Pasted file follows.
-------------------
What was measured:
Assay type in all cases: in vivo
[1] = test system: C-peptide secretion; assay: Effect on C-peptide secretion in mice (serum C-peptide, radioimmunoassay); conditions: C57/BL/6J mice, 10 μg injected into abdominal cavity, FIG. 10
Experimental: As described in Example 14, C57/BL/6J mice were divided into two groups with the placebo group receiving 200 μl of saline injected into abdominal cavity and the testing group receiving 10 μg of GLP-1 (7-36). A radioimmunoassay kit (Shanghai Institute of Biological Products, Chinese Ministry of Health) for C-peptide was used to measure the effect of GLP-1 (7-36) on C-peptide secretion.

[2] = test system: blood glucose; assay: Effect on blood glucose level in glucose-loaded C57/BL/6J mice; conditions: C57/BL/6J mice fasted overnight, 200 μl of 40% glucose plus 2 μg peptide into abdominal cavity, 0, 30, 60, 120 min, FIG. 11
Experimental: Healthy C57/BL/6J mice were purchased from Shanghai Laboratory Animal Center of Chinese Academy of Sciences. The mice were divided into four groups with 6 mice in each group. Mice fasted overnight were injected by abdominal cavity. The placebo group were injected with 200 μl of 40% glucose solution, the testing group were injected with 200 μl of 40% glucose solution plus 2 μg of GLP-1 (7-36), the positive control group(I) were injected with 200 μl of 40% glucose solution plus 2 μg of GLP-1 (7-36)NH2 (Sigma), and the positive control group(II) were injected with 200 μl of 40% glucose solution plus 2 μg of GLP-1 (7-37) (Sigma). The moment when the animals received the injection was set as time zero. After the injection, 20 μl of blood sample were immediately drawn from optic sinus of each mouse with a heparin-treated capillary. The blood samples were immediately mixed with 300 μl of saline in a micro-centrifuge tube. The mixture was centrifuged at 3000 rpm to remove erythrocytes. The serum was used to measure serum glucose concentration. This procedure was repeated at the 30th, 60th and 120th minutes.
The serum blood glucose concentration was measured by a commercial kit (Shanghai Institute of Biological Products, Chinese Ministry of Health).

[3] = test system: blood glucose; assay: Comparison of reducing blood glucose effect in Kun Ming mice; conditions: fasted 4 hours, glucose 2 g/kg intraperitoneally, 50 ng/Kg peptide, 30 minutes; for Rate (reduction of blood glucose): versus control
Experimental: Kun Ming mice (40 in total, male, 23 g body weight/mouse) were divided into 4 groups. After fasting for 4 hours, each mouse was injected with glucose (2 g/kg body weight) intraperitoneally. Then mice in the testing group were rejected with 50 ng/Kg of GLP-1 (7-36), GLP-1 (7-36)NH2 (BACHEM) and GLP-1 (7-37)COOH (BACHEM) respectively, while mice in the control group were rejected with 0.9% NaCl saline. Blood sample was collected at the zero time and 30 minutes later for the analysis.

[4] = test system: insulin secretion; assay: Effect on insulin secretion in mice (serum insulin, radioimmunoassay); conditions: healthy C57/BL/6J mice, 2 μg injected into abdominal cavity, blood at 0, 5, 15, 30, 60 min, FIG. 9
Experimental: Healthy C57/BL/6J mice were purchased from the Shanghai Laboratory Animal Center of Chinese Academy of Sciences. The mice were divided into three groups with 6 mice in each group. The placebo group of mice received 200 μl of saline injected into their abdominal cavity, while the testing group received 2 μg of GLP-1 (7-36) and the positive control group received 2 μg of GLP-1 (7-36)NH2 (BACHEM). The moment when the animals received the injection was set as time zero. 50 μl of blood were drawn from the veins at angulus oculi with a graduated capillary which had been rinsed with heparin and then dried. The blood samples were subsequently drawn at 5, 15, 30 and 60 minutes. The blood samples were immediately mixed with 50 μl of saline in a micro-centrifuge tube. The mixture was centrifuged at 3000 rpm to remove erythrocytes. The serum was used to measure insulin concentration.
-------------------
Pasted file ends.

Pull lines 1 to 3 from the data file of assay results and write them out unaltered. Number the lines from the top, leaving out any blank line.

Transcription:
What was measured:
Assay type in all cases: in vivo
[1] = test system: C-peptide secretion; assay: Effect on C-peptide secretion in mice (serum C-peptide, radioimmunoassay); conditions: C57/BL/6J mice, 10 μg injected into abdominal cavity, FIG. 10